What happened that ill-fated expedition was a tragedy, but spiteful finger-pointing benefits no one. It was a bad situation for a lot of people, and we should be grateful that this was an unusual incident. I appreciate any reasonable comments on the book or the man.

I agree that while Boukreev’s later actions were heroic, he never should have been allowed to act as a guide without using supplemental oxygen. It would be another matter if he were simply another climber, but a guide’s function is to be there to assist the clients in getting up and down the mountain, which he can’t do if he has to get himself up and down quickly because he isn’t using oxygen. Fischer should have insisted he use O2 or find another guide.

Krakauer did make mistakes in his original article which he later corrected in the book, and he admitted that he had made those mistakes–partly through no fault of his own. One vital piece of information he didn’t even get until after the article had been published because one of the individuals involved wouldn’t speak to him while he was writing it, so he had to rely on his own faulty, anoxic memory.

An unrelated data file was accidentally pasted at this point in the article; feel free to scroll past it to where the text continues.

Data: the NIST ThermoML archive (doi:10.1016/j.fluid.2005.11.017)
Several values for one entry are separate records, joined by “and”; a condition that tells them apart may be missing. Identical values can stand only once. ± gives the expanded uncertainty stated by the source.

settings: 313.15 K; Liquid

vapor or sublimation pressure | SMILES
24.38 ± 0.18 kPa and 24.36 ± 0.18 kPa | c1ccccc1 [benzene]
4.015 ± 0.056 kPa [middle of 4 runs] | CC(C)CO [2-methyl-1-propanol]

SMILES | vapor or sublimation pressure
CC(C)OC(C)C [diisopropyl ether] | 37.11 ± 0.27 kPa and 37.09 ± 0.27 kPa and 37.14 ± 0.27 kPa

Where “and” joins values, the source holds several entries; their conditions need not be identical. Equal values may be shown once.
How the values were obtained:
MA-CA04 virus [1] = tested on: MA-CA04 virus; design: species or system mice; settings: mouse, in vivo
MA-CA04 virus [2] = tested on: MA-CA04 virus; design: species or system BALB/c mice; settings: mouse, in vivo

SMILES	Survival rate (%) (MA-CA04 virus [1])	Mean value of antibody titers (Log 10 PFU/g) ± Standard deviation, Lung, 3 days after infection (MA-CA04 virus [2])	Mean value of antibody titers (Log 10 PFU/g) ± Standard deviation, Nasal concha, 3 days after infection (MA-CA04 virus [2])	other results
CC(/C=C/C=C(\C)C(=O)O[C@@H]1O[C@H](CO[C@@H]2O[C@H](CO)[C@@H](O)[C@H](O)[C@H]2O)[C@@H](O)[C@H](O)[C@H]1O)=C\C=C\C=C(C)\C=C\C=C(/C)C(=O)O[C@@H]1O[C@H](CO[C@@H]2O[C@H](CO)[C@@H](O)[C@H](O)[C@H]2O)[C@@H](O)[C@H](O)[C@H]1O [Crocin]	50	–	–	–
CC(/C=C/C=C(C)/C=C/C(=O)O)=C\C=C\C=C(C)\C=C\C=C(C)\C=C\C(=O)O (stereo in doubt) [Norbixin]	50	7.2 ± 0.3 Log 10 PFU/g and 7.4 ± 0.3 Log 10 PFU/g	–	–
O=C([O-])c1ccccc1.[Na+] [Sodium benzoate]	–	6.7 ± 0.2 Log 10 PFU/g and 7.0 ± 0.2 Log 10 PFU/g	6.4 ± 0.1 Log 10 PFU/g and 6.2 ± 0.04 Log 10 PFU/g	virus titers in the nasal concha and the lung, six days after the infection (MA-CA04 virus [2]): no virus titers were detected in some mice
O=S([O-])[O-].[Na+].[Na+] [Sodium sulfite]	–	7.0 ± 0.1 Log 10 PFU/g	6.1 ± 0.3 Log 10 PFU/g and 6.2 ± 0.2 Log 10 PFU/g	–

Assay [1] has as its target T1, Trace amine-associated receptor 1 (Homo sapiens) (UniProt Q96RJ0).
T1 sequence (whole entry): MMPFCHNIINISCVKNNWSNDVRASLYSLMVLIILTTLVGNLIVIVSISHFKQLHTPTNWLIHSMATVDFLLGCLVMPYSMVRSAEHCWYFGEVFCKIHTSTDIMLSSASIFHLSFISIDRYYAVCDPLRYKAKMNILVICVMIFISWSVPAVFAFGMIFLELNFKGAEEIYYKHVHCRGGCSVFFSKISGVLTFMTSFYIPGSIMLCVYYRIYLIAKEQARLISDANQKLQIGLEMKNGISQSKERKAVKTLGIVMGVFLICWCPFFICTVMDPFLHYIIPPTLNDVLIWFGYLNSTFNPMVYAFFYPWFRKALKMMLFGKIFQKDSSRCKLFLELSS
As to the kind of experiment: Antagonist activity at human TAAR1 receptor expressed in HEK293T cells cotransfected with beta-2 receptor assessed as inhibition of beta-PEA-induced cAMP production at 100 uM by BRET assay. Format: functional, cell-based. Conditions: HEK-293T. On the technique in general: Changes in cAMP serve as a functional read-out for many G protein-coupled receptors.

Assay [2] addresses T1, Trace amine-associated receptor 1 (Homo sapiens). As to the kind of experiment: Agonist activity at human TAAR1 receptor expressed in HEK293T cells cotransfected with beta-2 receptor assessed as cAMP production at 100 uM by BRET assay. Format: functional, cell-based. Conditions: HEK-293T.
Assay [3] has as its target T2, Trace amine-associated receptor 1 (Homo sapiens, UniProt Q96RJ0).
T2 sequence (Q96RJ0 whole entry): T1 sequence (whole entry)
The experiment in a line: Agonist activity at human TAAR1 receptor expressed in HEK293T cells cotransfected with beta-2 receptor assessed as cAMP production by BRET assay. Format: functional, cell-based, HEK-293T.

Krakauer was criticized for profiting from the tragedy, when let’s face it, the only reason he was there was to write about it. He was there on assignment for Outside Magazine; it’s just unfortunate that the story turned into one large enough for a whole book.

Besides, his writing is absolutely wonderful. I couldn’t put the book down.

I read Into the Wild on a bus trip across New England, and was utterly enthralled. Should I add this one to my “To Read” list as well?

I certainly recommend it (otherwise known as the second installment of the “Into” series ;)). I think Krakauer is one of the most readable authors I’ve encountered in recent memory. Besides, the story itself is absolutely gripping.

Boukreev also authored a book before he died, entitled The Climb. I don’t have a judgment on who was “right,” but I did enjoy reading both versions. Krakauer’s book got me so interested that I have since read a number of books on mountaineering and Everest…and anyone that knows what a couch potato I am thinks that must have been one compelling book to get me interested in that! :wink: